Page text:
But Li sees reason for optimism. He believes the outcome of trade negotiations may now depend on U.S. patience as well as China’s willingness to change to a culture that takes intellectual property rights more seriously.

“I hope China will use the opportunity to make such improvements.”

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7 Tips For First-Time Home Buyers In Calgary

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Buying a house for the first time can be overwhelming to say the least. If you’re wondering what neighbourhood to go with, what you can afford, or even how to just get started on the process, let us take some stress off your hands! We’ve teamed up with Hopewell Residential to give you 7 tips to ensure the home you end up with is everything you dreamed of.

Hopewell Residential is a five-time Developer of the Year award winner, so their expertise is second-to-none in Calgary and beyond. Who better to learn home-buying tips from than the homebuilders themselves?

Create a checklist of needs & wants

This is a biggie. When you’re buying your very first home, you’ll want to weigh your needs vs. your wants. Ensuring you have what you love in your first home is a big, big deal.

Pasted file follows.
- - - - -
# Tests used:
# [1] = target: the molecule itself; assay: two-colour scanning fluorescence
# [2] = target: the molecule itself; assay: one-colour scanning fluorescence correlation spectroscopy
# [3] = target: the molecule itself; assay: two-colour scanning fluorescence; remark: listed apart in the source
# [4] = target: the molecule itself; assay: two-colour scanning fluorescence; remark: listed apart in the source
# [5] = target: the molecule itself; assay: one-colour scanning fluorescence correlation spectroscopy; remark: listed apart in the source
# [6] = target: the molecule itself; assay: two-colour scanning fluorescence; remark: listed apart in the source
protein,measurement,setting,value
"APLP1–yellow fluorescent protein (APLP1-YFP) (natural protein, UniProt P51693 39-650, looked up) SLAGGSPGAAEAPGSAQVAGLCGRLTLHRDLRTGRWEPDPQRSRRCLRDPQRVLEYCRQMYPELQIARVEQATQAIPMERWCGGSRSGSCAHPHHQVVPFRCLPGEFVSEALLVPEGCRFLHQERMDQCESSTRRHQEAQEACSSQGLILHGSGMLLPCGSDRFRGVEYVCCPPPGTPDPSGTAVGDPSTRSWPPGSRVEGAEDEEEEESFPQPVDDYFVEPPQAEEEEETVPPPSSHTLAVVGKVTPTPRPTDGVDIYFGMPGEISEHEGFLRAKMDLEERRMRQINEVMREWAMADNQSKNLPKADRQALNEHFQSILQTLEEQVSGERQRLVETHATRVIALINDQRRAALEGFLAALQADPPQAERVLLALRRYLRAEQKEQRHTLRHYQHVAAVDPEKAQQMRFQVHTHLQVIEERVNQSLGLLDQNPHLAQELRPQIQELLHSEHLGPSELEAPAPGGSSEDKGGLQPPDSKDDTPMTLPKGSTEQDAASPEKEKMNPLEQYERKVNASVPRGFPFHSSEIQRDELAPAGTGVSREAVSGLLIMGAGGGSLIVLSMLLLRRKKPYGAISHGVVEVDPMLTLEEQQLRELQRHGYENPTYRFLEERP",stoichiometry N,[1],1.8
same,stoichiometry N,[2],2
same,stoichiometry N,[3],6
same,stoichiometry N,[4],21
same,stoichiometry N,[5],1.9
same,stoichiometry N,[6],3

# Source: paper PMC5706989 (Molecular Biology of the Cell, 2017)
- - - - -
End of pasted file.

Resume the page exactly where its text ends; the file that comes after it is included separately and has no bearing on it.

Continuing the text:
What should you do? Easy. Set up a list of needs and a list of wants, but be pretty strict with yourself, and make sure you take your lifestyle into consideration. With the increase in remote work over the past year, it’s important to keep in mind that a home office or flex room might just be the key to maximizing at home happiness. Especially if you’re thinking you might be expanding your family later on, spare rooms and extra space is key (but more on that later!).

Or for instance, you might need a home in an area with a high walkability score, but you want to be close to certain amenities. Set yourself up with the right level of compromise and the number of homes that actually fit your ‘perfect’ idea will skyrocket.